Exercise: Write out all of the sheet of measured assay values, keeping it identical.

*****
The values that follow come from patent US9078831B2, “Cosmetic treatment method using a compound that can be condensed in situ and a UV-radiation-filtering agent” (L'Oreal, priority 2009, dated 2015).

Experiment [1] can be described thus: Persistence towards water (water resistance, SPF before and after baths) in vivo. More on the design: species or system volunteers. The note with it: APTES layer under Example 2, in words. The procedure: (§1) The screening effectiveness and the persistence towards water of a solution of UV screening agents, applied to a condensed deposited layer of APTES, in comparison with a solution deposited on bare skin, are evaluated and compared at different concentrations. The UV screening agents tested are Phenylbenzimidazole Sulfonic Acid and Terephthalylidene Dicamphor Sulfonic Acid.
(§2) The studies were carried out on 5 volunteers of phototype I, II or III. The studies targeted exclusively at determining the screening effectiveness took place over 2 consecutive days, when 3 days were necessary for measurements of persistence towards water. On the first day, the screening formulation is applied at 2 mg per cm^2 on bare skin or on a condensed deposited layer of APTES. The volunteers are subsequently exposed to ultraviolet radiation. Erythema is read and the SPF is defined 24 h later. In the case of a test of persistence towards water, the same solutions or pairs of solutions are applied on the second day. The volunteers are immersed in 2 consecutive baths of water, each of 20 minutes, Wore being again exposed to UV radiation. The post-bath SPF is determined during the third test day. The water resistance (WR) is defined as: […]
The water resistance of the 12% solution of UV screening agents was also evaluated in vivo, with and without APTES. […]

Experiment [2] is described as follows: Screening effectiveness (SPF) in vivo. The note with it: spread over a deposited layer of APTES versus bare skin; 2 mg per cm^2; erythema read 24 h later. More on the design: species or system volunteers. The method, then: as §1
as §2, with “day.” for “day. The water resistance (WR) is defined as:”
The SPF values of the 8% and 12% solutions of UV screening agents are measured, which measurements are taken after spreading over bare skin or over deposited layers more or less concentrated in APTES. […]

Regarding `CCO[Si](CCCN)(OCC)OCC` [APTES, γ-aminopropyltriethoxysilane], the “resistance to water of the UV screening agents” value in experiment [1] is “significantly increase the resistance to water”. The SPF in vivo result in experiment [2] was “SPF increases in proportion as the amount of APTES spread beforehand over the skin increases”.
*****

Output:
The values that follow come from patent US9078831B2, “Cosmetic treatment method using a compound that can be condensed in situ and a UV-radiation-filtering agent” (L'Oreal, priority 2009, dated 2015).

Experiment [1] can be described thus: Persistence towards water (water resistance, SPF before and after baths) in vivo. More on the design: species or system volunteers. The note with it: APTES layer under Example 2, in words. The procedure: (§1) The screening effectiveness and the persistence towards water of a solution of UV screening agents, applied to a condensed deposited layer of APTES, in comparison with a solution deposited on bare skin, are evaluated and compared at different concentrations. The UV screening agents tested are Phenylbenzimidazole Sulfonic Acid and Terephthalylidene Dicamphor Sulfonic Acid.
(§2) The studies were carried out on 5 volunteers of phototype I, II or III. The studies targeted exclusively at determining the screening effectiveness took place over 2 consecutive days, when 3 days were necessary for measurements of persistence towards water. On the first day, the screening formulation is applied at 2 mg per cm^2 on bare skin or on a condensed deposited layer of APTES. The volunteers are subsequently exposed to ultraviolet radiation. Erythema is read and the SPF is defined 24 h later. In the case of a test of persistence towards water, the same solutions or pairs of solutions are applied on the second day. The volunteers are immersed in 2 consecutive baths of water, each of 20 minutes, Wore being again exposed to UV radiation. The post-bath SPF is determined during the third test day. The water resistance (WR) is defined as: […]
The water resistance of the 12% solution of UV screening agents was also evaluated in vivo, with and without APTES. […]

Experiment [2] is described as follows: Screening effectiveness (SPF) in vivo. The note with it: spread over a deposited layer of APTES versus bare skin; 2 mg per cm^2; erythema read 24 h later. More on the design: species or system volunteers. The method, then: as §1
as §2, with “day.” for “day. The water resistance (WR) is defined as:”
The SPF values of the 8% and 12% solutions of UV screening agents are measured, which measurements are taken after spreading over bare skin or over deposited layers more or less concentrated in APTES. […]

Regarding `CCO[Si](CCCN)(OCC)OCC` [APTES, γ-aminopropyltriethoxysilane], the “resistance to water of the UV screening agents” value in experiment [1] is “significantly increase the resistance to water”. The SPF in vivo result in experiment [2] was “SPF increases in proportion as the amount of APTES spread beforehand over the skin increases”.